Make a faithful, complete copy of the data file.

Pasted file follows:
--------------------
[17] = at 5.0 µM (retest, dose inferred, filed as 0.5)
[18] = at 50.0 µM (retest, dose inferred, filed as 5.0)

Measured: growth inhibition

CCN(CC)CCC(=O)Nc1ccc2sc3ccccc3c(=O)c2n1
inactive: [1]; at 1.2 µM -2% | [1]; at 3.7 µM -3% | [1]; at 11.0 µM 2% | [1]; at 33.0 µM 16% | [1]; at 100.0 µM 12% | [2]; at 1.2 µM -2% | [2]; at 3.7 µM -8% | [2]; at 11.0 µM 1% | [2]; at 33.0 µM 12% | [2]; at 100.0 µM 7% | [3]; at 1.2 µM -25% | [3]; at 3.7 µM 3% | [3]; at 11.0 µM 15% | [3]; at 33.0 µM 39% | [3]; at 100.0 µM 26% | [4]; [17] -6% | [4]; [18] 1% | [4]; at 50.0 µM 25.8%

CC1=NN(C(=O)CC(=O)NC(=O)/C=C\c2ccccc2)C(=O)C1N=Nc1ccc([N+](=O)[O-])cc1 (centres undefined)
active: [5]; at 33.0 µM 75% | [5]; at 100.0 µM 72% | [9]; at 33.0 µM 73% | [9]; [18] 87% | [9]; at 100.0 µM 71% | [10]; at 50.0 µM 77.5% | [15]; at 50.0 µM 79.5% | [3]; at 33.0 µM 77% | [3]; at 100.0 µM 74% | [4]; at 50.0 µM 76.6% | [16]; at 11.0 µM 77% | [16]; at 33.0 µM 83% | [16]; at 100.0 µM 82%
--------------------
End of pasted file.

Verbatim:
[17] = at 5.0 µM (retest, dose inferred, filed as 0.5)
[18] = at 50.0 µM (retest, dose inferred, filed as 5.0)

Measured: growth inhibition

CCN(CC)CCC(=O)Nc1ccc2sc3ccccc3c(=O)c2n1
inactive: [1]; at 1.2 µM -2% | [1]; at 3.7 µM -3% | [1]; at 11.0 µM 2% | [1]; at 33.0 µM 16% | [1]; at 100.0 µM 12% | [2]; at 1.2 µM -2% | [2]; at 3.7 µM -8% | [2]; at 11.0 µM 1% | [2]; at 33.0 µM 12% | [2]; at 100.0 µM 7% | [3]; at 1.2 µM -25% | [3]; at 3.7 µM 3% | [3]; at 11.0 µM 15% | [3]; at 33.0 µM 39% | [3]; at 100.0 µM 26% | [4]; [17] -6% | [4]; [18] 1% | [4]; at 50.0 µM 25.8%

CC1=NN(C(=O)CC(=O)NC(=O)/C=C\c2ccccc2)C(=O)C1N=Nc1ccc([N+](=O)[O-])cc1 (centres undefined)
active: [5]; at 33.0 µM 75% | [5]; at 100.0 µM 72% | [9]; at 33.0 µM 73% | [9]; [18] 87% | [9]; at 100.0 µM 71% | [10]; at 50.0 µM 77.5% | [15]; at 50.0 µM 79.5% | [3]; at 33.0 µM 77% | [3]; at 100.0 µM 74% | [4]; at 50.0 µM 76.6% | [16]; at 11.0 µM 77% | [16]; at 33.0 µM 83% | [16]; at 100.0 µM 82%